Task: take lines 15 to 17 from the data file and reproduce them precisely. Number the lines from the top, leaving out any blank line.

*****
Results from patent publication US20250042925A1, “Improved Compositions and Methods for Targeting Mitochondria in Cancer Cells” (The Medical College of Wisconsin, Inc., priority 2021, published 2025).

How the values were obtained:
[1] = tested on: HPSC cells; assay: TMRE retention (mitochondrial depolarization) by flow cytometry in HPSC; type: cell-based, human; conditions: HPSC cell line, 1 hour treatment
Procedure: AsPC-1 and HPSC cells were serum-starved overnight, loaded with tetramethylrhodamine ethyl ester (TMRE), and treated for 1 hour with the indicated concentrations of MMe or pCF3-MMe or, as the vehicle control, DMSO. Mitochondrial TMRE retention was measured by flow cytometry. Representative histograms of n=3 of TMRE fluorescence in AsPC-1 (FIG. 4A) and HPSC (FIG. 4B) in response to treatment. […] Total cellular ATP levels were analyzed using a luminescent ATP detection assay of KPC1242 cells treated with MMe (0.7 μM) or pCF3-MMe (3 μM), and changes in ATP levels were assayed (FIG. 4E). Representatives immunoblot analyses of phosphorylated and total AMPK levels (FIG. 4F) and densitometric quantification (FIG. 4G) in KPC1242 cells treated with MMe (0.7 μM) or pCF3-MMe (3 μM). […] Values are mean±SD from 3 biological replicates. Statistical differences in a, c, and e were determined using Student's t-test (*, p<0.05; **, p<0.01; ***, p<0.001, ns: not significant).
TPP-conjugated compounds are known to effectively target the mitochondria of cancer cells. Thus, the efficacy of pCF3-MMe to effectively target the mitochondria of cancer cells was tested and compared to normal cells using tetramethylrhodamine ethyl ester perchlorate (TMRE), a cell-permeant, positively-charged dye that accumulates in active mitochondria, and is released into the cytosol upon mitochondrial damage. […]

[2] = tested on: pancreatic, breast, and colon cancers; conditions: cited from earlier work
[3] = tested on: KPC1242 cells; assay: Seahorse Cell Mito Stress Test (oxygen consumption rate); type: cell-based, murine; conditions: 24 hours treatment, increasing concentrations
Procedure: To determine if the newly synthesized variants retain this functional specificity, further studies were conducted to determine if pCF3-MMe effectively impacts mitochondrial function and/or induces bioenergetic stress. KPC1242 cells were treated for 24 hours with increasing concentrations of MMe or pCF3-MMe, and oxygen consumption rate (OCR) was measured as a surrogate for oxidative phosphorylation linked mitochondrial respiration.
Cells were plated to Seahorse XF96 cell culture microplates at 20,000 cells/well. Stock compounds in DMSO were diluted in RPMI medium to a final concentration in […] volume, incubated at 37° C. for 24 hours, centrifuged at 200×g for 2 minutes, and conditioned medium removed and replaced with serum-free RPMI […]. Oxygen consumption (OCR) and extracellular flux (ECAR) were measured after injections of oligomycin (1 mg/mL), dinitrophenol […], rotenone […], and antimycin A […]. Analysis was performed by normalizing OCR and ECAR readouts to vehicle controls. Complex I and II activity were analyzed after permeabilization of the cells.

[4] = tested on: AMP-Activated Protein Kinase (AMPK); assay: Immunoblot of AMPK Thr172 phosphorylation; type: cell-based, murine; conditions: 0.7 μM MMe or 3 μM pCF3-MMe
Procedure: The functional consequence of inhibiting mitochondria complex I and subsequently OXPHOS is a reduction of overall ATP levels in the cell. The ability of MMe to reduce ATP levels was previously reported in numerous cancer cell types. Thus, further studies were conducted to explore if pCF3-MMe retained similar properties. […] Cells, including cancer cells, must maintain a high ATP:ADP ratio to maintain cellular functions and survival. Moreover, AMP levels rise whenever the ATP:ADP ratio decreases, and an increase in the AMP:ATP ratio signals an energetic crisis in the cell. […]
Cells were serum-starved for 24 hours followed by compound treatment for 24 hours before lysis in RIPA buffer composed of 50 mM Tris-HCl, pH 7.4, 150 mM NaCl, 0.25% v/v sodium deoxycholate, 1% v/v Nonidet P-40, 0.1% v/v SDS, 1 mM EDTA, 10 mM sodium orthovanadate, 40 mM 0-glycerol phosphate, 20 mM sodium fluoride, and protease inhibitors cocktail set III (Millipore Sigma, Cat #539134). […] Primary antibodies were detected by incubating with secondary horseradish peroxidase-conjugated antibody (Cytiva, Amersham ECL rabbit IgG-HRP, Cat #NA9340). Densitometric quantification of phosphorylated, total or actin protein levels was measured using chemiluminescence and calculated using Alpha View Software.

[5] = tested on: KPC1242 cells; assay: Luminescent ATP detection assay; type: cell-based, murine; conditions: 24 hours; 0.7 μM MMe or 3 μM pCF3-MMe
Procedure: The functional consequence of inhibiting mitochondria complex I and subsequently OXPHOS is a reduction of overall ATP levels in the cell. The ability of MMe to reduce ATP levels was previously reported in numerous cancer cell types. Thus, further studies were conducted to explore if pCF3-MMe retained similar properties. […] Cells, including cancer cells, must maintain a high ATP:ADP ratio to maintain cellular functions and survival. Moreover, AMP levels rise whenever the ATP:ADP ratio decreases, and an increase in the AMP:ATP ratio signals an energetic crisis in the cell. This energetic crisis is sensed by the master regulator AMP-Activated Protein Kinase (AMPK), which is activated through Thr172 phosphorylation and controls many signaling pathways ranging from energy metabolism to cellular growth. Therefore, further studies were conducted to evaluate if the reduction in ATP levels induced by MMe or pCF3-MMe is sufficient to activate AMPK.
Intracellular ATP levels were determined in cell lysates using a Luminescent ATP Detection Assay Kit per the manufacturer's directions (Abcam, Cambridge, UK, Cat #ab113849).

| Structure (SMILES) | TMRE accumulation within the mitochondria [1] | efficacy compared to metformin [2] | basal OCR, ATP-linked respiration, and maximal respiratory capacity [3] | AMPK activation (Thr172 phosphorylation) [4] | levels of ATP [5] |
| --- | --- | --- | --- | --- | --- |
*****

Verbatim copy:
Intracellular ATP levels were determined in cell lysates using a Luminescent ATP Detection Assay Kit per the manufacturer's directions (Abcam, Cambridge, UK, Cat #ab113849).

| Structure (SMILES) | TMRE accumulation within the mitochondria [1] | efficacy compared to metformin [2] | basal OCR, ATP-linked respiration, and maximal respiratory capacity [3] | AMPK activation (Thr172 phosphorylation) [4] | levels of ATP [5] |
| --- | --- | --- | --- | --- | --- |